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I have a flat concrete roof with brick tiles on it and a thin layer of cement plaster on top of that. The roof gets near constant sunlight during the summer days, and hence it gets very warm, enough that it burns to walk bare footed. The home is built so that roof is the largest exposed surface and any walls are mostly shaded. There is no attic nor any insulation beneath the roof, and adding insulation is not currently feasible. Shading the roof with natural shade is also not feasible.

I was researching ways to keep the home cool and came across the idea of painting the roof white to reflect off most of the sunlight. However given that the roof has dirt and flaking plaster, doing a proper paint job would require a lot of effort in cleaning and scraping and so I've put if off till now.

Today however I came across these rolls of mylar sheet, and I am thinking I could lay these down like a carpet on my roof (weighed down by a brick every few feet) and they would do what white paint is supposed to do, with the added benefit that I could remove them during winter, and they seem cheaper upfront.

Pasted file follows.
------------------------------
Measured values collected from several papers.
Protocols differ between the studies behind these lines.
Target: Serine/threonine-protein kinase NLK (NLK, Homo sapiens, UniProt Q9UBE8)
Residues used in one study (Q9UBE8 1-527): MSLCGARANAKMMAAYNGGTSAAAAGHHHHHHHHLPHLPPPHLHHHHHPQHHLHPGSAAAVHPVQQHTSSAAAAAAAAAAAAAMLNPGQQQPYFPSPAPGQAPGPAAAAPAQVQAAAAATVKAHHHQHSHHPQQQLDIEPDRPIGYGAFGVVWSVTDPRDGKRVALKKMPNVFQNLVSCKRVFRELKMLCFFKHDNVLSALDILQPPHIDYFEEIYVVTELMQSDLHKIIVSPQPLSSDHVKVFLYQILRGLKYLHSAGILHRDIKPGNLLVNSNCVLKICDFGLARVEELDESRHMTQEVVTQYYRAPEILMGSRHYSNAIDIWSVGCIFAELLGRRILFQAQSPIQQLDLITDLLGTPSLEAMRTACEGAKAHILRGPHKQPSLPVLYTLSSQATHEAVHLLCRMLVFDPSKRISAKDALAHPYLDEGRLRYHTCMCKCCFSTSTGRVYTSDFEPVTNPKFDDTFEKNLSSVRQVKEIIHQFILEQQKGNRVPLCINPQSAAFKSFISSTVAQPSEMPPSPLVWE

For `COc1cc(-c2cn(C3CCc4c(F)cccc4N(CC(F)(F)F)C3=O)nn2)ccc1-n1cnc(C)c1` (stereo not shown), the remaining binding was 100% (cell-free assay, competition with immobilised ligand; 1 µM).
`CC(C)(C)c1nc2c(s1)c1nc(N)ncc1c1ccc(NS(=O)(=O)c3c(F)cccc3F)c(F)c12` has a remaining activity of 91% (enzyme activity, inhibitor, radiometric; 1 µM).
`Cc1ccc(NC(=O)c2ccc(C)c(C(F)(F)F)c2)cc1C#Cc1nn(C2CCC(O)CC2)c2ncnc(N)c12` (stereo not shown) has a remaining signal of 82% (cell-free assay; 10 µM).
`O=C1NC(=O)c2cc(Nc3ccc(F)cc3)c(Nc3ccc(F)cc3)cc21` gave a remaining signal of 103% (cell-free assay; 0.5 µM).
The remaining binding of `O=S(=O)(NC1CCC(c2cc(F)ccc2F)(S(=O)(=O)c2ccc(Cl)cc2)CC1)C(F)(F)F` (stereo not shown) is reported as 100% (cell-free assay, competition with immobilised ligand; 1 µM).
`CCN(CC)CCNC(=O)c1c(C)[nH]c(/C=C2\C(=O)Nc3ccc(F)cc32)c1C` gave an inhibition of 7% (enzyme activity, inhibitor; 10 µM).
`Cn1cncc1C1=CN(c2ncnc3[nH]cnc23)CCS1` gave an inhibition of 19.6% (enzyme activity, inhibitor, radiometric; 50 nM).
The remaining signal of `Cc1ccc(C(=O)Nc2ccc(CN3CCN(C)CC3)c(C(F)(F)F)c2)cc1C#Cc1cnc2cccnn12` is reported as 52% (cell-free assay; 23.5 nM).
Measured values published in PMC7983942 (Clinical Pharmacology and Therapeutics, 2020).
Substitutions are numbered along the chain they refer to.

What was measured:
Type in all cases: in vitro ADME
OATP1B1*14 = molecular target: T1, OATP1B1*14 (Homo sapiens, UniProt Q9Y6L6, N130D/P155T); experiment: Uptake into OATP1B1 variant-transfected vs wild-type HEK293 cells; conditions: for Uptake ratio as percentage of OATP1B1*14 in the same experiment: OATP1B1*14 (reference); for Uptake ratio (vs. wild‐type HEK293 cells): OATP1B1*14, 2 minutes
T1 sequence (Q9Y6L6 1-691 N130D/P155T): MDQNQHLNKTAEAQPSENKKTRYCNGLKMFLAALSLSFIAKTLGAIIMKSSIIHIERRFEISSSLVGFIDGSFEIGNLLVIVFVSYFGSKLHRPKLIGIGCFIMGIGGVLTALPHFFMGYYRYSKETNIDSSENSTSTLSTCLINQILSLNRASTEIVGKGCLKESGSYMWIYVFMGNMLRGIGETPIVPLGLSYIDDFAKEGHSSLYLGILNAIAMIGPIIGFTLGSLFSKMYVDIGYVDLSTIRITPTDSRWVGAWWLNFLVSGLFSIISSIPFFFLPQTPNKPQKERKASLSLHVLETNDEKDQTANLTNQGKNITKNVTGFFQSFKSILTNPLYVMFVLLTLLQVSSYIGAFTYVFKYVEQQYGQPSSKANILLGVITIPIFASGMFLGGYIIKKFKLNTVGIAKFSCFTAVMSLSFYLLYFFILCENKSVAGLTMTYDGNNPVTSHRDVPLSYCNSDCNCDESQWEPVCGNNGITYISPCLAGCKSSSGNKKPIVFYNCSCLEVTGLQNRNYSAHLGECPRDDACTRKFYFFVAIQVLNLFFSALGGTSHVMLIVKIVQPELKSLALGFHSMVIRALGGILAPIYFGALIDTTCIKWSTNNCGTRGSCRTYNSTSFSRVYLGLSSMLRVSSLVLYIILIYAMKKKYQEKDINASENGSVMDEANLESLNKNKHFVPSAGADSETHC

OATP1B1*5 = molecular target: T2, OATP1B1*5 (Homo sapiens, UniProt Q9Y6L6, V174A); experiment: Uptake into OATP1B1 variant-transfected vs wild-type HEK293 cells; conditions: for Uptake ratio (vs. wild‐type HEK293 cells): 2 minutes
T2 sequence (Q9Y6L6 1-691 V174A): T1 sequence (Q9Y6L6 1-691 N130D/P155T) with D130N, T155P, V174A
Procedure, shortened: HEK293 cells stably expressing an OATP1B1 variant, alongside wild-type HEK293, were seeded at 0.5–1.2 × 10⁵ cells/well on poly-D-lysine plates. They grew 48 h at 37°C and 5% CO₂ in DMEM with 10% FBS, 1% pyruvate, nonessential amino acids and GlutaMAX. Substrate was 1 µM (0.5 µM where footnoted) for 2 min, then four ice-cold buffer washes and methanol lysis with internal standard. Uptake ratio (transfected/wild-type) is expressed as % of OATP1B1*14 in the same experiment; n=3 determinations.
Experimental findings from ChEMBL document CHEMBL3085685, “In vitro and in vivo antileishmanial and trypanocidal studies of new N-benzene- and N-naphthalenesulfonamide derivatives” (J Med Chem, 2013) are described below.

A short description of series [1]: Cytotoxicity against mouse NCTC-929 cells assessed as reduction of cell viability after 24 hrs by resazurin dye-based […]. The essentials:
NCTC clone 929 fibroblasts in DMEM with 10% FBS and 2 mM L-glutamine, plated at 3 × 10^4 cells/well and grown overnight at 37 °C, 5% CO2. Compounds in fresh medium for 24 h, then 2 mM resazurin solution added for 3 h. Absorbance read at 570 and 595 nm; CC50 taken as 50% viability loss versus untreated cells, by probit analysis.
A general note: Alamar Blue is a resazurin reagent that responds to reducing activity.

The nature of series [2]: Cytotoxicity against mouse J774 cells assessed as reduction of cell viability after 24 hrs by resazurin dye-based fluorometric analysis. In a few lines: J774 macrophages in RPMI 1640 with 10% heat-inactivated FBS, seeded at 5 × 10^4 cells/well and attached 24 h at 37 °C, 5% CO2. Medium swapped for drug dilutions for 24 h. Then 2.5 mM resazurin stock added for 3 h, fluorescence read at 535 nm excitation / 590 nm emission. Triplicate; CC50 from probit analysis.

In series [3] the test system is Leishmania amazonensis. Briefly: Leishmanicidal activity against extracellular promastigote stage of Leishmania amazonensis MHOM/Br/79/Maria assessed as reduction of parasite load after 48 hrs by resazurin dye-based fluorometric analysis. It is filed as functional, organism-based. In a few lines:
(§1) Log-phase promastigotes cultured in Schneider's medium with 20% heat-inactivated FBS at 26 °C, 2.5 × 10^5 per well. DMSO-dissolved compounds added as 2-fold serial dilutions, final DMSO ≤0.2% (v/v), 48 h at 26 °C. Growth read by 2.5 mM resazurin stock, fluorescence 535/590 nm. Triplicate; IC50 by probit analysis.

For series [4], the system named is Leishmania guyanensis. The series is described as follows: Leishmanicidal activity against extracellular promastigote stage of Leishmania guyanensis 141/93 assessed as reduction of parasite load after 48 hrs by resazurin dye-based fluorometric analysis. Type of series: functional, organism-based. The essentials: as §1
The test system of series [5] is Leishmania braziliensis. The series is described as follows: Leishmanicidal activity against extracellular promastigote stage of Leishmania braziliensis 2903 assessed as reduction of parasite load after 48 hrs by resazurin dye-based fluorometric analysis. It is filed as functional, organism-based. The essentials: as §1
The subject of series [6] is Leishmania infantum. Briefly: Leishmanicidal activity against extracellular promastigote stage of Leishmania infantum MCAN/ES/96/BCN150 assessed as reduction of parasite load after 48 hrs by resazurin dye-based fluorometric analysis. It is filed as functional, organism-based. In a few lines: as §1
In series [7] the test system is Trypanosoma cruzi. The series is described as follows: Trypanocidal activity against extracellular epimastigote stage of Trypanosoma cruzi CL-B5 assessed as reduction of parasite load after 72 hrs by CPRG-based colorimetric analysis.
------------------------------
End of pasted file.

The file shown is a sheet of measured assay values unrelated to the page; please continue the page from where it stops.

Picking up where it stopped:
mylar sheet

My question is

  1. would this even work
  2. is this better or would white paint be the better option
  • Where in the world is this? – Jim Stewart Apr 26 '18 at 20:20
  • I have never heard of a plaster roof. It surely must be something else. – Harper Apr 26 '18 at 22:06
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would this even work?

It would be moderately effective at reflecting sunlight but would not be durable.

Thin sheets are likely to get torn in high winds, if the wind gets under the sheets, your bricks are likely to be moved around. Worst case strips of mylar sheeting get blown across the neighbourhood and in really high winds an occasional brick gets thrown off the roof. If there's an unexpected storm at 4 a.m just before the normal onset of winter do you want to be climbing the roof in darkness to put away your mylar sheeting?

is this better or would white paint be the better option

White paint would probably require less maintenance.

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In theory, yes, Mylar sheets will keep the roof cool (probably cooler than white paint, as Mylar is much more reflective than paint).

The problem is going to be securing the sheets to the roof and keeping them secured. Bricks every couple of feet won't help in any moderately strong wind, especially because the Mylar you linked is only 2 mils thick and will tear very easily.

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